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Abstract: SA-PO307

Low Gut Microbiota Diversity and Dietary Magnesium Intake Are Associated with the Development of Proton Pump Inhibitor-Induced Hypomagnesemia

Session Information

Category: Fluid and Electrolytes

  • 901 Fluid and Electrolytes: Basic


  • Hoenderop, Joost, Radboud University Medical Center, Nijmegen, Netherlands
  • Gommers, Lisanne, Radboud University Medical Center, Nijmegen, Netherlands
  • Ederveen, Thomas, Radboud University Medical Center, Nijmegen, Netherlands
  • Van der wijst, Jenny, Radboud University Medical Center, Nijmegen, Netherlands
  • Overmars-Bos, Caro, Radboud University Medical Center, Nijmegen, Netherlands
  • Boekhorst, Jos, NIZO, Ede, Netherlands
  • Bindels, René J., Radboud University Medical Center, Nijmegen, Netherlands
  • De Baaij, Jeroen H.F., Radboud University Medical Center, Nijmegen, Netherlands

Proton pump inhibitors (PPIs) are used by millions of patients for the treatment of stomach acid-reflux diseases. Long-term PPI intake has been associated with serious adverse effects including enteric and respiratory infections, acute kidney injury (AKI) and chronic kidney disease (CKD). In addition, it has become increasingly evident that long-term PPI use induces hypomagnesemia (serum magnesium (Mg2+) levels < 0.7 mmol/L). Despite rising attention for this issue, the underlying mechanism is still unknown. Recent studies have identified associations between PPI use and gut microbiota. Here, we examined whether the gut microbiome is involved in the development of PPI-induced hypomagnesemia.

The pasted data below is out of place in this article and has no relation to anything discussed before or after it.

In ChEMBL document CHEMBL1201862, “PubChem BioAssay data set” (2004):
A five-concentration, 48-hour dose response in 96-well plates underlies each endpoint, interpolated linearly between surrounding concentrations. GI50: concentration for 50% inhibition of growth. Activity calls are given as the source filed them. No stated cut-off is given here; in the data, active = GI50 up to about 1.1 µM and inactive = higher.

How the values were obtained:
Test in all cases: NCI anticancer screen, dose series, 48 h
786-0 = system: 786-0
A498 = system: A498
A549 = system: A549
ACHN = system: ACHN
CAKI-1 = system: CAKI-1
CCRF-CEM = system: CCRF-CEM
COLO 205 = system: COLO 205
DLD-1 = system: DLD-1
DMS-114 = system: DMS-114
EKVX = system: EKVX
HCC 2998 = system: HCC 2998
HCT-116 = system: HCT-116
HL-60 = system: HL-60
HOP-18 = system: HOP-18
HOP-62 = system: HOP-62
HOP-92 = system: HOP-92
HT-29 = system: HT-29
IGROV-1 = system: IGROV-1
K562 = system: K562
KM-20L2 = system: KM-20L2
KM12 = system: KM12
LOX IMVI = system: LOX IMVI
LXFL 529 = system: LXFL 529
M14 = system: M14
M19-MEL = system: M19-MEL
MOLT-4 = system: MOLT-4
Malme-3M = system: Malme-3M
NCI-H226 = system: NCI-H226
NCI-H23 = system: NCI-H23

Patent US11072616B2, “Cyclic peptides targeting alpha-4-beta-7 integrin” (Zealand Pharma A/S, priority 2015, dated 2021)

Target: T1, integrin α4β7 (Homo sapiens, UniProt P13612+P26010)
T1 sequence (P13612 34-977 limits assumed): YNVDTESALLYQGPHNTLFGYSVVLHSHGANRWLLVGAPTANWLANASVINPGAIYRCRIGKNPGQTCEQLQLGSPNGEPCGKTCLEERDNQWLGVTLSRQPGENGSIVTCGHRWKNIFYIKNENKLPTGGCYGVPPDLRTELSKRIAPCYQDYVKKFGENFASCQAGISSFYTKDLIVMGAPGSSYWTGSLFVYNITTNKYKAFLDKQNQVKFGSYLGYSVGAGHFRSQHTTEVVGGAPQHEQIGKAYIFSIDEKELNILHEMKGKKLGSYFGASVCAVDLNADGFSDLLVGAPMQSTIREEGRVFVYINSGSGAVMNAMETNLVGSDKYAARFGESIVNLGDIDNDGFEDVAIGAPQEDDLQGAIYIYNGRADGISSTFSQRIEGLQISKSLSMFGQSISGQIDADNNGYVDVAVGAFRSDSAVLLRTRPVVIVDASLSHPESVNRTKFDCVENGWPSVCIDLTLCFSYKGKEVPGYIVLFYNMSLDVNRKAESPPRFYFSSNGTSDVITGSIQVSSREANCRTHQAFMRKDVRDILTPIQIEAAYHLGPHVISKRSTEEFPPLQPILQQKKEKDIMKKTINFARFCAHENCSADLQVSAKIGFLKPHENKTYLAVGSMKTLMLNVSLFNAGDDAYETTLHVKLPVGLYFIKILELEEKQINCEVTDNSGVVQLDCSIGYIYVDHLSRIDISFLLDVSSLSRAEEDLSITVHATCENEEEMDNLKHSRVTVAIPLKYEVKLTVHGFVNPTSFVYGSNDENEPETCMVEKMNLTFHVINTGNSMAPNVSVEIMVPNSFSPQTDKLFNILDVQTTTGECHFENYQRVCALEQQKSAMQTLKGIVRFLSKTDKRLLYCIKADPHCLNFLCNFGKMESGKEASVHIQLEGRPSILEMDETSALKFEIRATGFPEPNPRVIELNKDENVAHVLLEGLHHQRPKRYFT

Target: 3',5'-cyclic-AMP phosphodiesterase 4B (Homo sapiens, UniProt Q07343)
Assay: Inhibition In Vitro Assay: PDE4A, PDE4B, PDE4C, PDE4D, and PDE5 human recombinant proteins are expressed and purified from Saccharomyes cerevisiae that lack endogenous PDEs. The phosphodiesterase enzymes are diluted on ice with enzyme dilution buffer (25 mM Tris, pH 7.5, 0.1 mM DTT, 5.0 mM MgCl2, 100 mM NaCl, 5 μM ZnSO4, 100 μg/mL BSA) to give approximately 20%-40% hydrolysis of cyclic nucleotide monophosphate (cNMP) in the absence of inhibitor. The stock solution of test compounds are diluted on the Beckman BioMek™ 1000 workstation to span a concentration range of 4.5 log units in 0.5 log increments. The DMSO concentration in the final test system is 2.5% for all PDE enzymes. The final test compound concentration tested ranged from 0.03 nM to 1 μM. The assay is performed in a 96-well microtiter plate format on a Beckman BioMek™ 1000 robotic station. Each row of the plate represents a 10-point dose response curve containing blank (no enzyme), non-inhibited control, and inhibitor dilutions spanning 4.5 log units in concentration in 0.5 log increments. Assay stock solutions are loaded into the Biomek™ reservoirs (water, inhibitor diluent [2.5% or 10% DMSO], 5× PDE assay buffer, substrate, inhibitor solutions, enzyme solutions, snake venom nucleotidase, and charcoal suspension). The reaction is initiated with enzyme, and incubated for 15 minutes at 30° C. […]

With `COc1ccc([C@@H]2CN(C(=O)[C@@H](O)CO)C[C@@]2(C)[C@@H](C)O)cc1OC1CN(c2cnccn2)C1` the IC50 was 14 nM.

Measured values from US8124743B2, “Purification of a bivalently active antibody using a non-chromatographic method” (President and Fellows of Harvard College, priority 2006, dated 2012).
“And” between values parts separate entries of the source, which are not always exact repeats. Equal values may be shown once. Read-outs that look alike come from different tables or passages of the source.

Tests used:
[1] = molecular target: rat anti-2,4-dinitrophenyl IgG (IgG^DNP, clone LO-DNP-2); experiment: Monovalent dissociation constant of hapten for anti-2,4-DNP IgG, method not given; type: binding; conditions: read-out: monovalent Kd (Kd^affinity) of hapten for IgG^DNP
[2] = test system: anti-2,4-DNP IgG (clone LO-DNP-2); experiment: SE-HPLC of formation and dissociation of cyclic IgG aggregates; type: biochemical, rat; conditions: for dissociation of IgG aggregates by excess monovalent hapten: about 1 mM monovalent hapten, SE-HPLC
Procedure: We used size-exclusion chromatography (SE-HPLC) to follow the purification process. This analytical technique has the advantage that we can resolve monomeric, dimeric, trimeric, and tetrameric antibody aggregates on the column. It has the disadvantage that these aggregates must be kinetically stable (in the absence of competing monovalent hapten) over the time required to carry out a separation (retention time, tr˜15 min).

To assess the effects of the PPI omeprazole on Mg2+ homeostasis and gut microbiota, C57BL/6J mice were treated daily with omeprazole (20 mg/kg bodyweight) or placebo for four weeks under normal (0.22 % w/w) or low (0.05 % w/w) dietary Mg2+availability. Subsequently, Mg2+ homeostasis was assessed by means of serum, urine and faecal electrolyte measurements, RT-qPCR to evaluate renal and intestinal Mg2+-related genes, and gut microbiota composition was investigated by 16S rRNA gene sequencing.


After four weeks of treatment, omeprazole significantly reduced serum Mg2+ levels in mice on a low Mg2+ diet. Renal Trpm6 expression was increased as compensation for the low Mg2+ diet in placebo-treated mice, but expression of this Mg2+ channel was not changed in the omeprazole-treated group. Moreover, these mice did not exhibit urinary Mg2+ wasting. Overall, 16S rRNA gene sequencing revealed a lower gut microbial diversity in omeprazole-treated mice. Omeprazole induced a shift in microbial composition that was associated with a 3- and 2-fold increase in the abundance of Lactobacillus and Bifidobacterium, respectively. To examine the metabolic consequences of these microbial alterations, the colonic composition of organic acids was evaluated. Low dietary Mg2+ intake, independent of omeprazole treatment, resulted in a 10-fold increase in formate levels.


Our results imply that both omeprazole treatment and low dietary Mg2+ intake disturb the gut internal milieu and may pose a risk for the malabsorption of Mg2+ in the colon.


  • Government Support - Non-U.S.